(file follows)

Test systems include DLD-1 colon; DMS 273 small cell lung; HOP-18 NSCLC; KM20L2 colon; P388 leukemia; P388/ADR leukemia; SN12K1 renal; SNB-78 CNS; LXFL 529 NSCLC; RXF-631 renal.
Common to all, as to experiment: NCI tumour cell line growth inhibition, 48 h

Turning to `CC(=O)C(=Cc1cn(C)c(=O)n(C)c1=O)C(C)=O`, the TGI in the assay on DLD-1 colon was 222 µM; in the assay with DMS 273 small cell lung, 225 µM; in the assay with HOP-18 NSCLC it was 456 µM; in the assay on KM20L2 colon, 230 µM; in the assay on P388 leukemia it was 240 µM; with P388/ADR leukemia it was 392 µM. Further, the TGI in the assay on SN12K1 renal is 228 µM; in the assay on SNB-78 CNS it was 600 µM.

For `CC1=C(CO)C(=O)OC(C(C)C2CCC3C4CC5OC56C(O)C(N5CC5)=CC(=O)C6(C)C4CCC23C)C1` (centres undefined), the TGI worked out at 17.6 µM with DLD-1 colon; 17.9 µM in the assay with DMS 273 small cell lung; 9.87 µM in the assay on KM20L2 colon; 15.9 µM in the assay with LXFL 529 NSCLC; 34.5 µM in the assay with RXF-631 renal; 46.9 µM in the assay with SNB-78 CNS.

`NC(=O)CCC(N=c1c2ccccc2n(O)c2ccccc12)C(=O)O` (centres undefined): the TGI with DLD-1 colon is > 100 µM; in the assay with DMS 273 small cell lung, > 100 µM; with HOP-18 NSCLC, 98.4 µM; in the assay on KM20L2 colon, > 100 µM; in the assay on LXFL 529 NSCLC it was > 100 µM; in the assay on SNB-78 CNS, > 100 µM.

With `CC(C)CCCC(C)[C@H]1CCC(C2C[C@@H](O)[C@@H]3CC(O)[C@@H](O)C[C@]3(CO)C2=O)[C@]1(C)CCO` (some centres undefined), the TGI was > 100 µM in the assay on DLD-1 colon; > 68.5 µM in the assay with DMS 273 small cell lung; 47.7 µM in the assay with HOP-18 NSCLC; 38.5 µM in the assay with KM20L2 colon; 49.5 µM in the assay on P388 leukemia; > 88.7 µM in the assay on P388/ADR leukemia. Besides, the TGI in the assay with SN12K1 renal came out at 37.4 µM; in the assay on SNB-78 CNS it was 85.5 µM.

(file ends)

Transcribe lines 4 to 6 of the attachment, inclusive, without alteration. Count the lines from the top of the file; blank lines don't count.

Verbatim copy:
For `CC1=C(CO)C(=O)OC(C(C)C2CCC3C4CC5OC56C(O)C(N5CC5)=CC(=O)C6(C)C4CCC23C)C1` (centres undefined), the TGI worked out at 17.6 µM with DLD-1 colon; 17.9 µM in the assay with DMS 273 small cell lung; 9.87 µM in the assay on KM20L2 colon; 15.9 µM in the assay with LXFL 529 NSCLC; 34.5 µM in the assay with RXF-631 renal; 46.9 µM in the assay with SNB-78 CNS.

`NC(=O)CCC(N=c1c2ccccc2n(O)c2ccccc12)C(=O)O` (centres undefined): the TGI with DLD-1 colon is > 100 µM; in the assay with DMS 273 small cell lung, > 100 µM; with HOP-18 NSCLC, 98.4 µM; in the assay on KM20L2 colon, > 100 µM; in the assay on LXFL 529 NSCLC it was > 100 µM; in the assay on SNB-78 CNS, > 100 µM.

With `CC(C)CCCC(C)[C@H]1CCC(C2C[C@@H](O)[C@@H]3CC(O)[C@@H](O)C[C@]3(CO)C2=O)[C@]1(C)CCO` (some centres undefined), the TGI was > 100 µM in the assay on DLD-1 colon; > 68.5 µM in the assay with DMS 273 small cell lung; 47.7 µM in the assay with HOP-18 NSCLC; 38.5 µM in the assay with KM20L2 colon; 49.5 µM in the assay on P388 leukemia; > 88.7 µM in the assay on P388/ADR leukemia. Besides, the TGI in the assay with SN12K1 renal came out at 37.4 µM; in the assay on SNB-78 CNS it was 85.5 µM.